Plans submitted for large mosque centre in Blanchardstown

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A Muslim community group has sought planning permission to build what would be one of the largest mosques in Ireland on a site at Blanchardstown in west Dublin.

Dr Taufiq al-Sattar of the Shuhada Foundation of Ireland is behind the development on the Blanchardstown Road North Corduff, which is expected to cost tens of millions of euro.

The Dublin-based neurosurgeon pledged to build the mosque in memory of his late wife Shehnila Taufiq who died along with their daughter Zainab (19), and sons Bilal (17) and Jamal (15) in an arson attack in Leicester, England, in September 2013.

The planning application, lodged with Fingal County Council, seeks permission to build a three-storey mosque, a large community centre, and a private primary school on the site of Warrenstown House, a former HSE facility.

“My late wife’s vision, was not only to have a mosque, but to have a community centre as well, for all the community,” Dr al-Sattar said.

The centre will include a halal food store and restaurant, a sports hall and a five-a-side football pitch which he hopes can bring young people from different faiths, and none, together.

“We will also hold inter-faith dialogues in the centre, to bring different communities and faiths together, this is what we all need in the current world and climate,” he said.

Earlier plans for the development were deemed “very ambitious” by Fingal County Council, and the local authority sought that the scale of the plans be reduced.

Plans to build a secondary school on the site was left out of the redesigned proposal submitted to the council last month. The local authority also requested the mosque be given “greater prominence” in the redesigned plans, according to planning documentation.

https://www.irishtimes.com/news/ireland/irish-news/plans-submitted-for-large-mosque-centre-in-blanchardstown-1.3206484

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Why Ireland should seriously consider leaving the EU

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We need to talk about Irexit. Seriously. If you put your head around the door of any of the innumerable meeting rooms in which all things Brexit are being dissected, the one word that dares not speak its name is Irexit. The foolhardiness of the Brits? Yes. How badly organised and divided they are? Of course. How unrealistic their expectations are? Certainly.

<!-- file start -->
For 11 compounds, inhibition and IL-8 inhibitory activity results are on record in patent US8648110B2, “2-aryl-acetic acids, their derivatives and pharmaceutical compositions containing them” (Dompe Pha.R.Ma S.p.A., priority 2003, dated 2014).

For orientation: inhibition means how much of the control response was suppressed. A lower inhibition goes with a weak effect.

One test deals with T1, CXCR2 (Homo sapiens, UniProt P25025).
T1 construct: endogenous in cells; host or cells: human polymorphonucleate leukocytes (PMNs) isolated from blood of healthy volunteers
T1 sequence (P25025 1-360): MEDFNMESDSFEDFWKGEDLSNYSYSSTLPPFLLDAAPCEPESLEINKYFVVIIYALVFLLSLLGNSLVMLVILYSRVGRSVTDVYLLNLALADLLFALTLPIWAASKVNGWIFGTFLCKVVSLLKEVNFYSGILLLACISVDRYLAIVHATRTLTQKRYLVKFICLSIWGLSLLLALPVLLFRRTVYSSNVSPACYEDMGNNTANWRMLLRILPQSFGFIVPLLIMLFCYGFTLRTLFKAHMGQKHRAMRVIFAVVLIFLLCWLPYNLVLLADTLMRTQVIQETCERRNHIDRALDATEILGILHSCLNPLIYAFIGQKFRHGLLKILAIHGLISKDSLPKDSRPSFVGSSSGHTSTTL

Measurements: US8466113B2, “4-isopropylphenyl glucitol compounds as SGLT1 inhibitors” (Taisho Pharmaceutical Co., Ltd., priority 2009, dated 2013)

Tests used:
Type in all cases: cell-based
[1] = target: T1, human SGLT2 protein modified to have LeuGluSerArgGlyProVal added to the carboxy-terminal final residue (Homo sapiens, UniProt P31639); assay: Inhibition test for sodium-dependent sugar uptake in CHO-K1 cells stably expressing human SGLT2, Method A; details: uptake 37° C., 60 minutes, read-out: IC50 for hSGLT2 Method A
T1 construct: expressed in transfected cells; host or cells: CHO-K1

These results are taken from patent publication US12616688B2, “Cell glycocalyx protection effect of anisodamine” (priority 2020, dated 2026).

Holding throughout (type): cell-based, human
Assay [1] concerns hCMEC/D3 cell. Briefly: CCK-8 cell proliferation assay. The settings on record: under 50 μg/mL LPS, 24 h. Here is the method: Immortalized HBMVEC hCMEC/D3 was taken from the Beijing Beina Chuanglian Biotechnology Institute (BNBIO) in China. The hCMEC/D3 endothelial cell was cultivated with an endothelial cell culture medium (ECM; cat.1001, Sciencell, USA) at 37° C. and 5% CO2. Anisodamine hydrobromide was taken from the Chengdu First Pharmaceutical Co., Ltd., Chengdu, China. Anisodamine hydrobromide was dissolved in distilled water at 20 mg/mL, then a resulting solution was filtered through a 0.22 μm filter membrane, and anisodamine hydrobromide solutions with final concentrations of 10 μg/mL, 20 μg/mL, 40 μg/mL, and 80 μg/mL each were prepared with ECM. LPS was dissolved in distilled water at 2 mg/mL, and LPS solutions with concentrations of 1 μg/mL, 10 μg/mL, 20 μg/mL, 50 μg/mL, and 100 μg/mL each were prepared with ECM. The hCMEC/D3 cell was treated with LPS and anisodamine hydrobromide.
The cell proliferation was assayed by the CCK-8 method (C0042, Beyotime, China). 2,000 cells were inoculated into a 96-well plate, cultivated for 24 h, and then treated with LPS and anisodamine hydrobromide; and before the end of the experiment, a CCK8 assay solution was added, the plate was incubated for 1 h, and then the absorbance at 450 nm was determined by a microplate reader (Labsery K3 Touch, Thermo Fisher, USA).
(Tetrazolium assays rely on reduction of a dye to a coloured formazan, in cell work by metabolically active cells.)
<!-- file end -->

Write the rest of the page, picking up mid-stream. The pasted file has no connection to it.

With a few distinguished exceptions, “official” Ireland has bought into the “spin”’. It has made the European Union the custodian of our national interests. It has ceded its responsibility for negotiations on our future relationship with our nearest neighbour and largest single-country trading partner. This makes no sense. The risks of trading the approval of “Europe” for the long-term interests of the country are enormous.

Behind the charade of a “unified stance” on Brexit is a deeply divided EU with competing national agendas which have been whipped into a facile unanimity. The pressure not to break ranks is huge. In his acclaimed book Adults in the Room: My Battle With Europe’s Deep Establishment, former Greek minister for finance Yanis Varoufakis documents the devastating reality of such pressures.

Because what the UK is exiting is not Europe, but what Europe has become. Tragically, it is not the Europe of Schumann and Monnet or even Jacques Delors.

It is a hegemonistic and increasingly militarised political behemoth, controlled by Germany and, to a lesser extent, by a Franco-German identity of interests. Europe is bound together by an oppressive dependency on the centre. Political scientists know that even the largest of other countries play in the reserves.

Europe’s identity and its founding values have been scarred by the macroeconomics of austerity and an unprecedented migration catastrophe caused, in part, by its support for military adventurism in the Middle East and North Africa.

At its heart is a flawed monetary union, skewed towards surplus countries and a yawning “democratic deficit”. Brexit should have been the catalyst for reform. Instead, freed for the moment of the threat of “populism” generated by its own policies, the establishment has pulled down the shutters on reform. It is now impelling members towards full political union and, beyond that, further supra-national enlargement.

Brexit means Ireland, which shares a common stance on key issues with the UK, is left marginalised, peripheral and dependant. That reality bears reflecting upon.

https://www.irishtimes.com/opinion/why-ireland-should-seriously-consider-irexit-1.3202154

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Why Ireland should seriously consider leaving the EU

Image result for eirexit

EU is a hegemonistic and increasingly militarised political behemoth controlled by Germany.

We need to talk about Irexit. Seriously. If you put your head around the door of any of the innumerable meeting rooms in which all things Brexit are being dissected, the one word that dares not speak its name is Irexit. The foolhardiness of the Brits? Yes. How badly organised and divided they are? Of course. How unrealistic their expectations are? Certainly.